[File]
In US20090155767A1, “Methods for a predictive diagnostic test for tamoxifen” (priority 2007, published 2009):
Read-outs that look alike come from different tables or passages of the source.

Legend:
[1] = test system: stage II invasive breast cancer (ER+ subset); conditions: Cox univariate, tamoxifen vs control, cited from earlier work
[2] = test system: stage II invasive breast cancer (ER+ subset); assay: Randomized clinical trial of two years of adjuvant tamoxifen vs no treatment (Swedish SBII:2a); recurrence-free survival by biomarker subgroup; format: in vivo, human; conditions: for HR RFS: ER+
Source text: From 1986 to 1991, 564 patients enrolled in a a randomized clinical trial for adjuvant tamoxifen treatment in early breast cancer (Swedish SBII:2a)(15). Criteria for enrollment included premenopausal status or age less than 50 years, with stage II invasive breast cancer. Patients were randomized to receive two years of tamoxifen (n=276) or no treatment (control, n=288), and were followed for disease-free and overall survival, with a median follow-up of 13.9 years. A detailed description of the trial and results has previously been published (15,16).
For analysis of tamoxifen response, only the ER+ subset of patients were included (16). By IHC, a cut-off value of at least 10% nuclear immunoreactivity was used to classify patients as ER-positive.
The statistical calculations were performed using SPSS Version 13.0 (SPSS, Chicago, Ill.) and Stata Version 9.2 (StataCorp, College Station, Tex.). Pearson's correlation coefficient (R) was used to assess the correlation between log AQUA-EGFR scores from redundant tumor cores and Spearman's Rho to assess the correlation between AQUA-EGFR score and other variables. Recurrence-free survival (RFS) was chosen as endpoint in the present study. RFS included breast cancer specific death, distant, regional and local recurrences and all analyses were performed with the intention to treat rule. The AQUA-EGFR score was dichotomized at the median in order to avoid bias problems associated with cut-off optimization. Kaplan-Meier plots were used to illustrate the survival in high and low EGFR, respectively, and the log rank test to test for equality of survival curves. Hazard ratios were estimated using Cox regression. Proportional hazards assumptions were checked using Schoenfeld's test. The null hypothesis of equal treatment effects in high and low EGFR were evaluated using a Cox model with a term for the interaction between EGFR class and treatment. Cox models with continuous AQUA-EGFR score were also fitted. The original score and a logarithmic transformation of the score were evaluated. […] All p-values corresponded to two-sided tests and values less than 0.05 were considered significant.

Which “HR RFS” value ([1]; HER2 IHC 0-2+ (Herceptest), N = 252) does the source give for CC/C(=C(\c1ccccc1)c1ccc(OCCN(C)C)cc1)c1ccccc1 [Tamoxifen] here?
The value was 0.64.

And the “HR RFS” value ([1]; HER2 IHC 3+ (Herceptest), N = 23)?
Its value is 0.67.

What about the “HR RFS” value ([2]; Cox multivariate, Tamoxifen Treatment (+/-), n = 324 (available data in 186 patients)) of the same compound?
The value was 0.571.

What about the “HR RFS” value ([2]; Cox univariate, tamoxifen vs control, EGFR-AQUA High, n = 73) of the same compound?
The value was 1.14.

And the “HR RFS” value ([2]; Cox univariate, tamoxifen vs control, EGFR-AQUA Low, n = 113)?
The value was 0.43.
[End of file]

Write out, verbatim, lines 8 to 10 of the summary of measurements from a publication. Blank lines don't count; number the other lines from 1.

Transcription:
The statistical calculations were performed using SPSS Version 13.0 (SPSS, Chicago, Ill.) and Stata Version 9.2 (StataCorp, College Station, Tex.). Pearson's correlation coefficient (R) was used to assess the correlation between log AQUA-EGFR scores from redundant tumor cores and Spearman's Rho to assess the correlation between AQUA-EGFR score and other variables. Recurrence-free survival (RFS) was chosen as endpoint in the present study. RFS included breast cancer specific death, distant, regional and local recurrences and all analyses were performed with the intention to treat rule. The AQUA-EGFR score was dichotomized at the median in order to avoid bias problems associated with cut-off optimization. Kaplan-Meier plots were used to illustrate the survival in high and low EGFR, respectively, and the log rank test to test for equality of survival curves. Hazard ratios were estimated using Cox regression. Proportional hazards assumptions were checked using Schoenfeld's test. The null hypothesis of equal treatment effects in high and low EGFR were evaluated using a Cox model with a term for the interaction between EGFR class and treatment. Cox models with continuous AQUA-EGFR score were also fitted. The original score and a logarithmic transformation of the score were evaluated. […] All p-values corresponded to two-sided tests and values less than 0.05 were considered significant.

Which “HR RFS” value ([1]; HER2 IHC 0-2+ (Herceptest), N = 252) does the source give for CC/C(=C(\c1ccccc1)c1ccc(OCCN(C)C)cc1)c1ccccc1 [Tamoxifen] here?
The value was 0.64.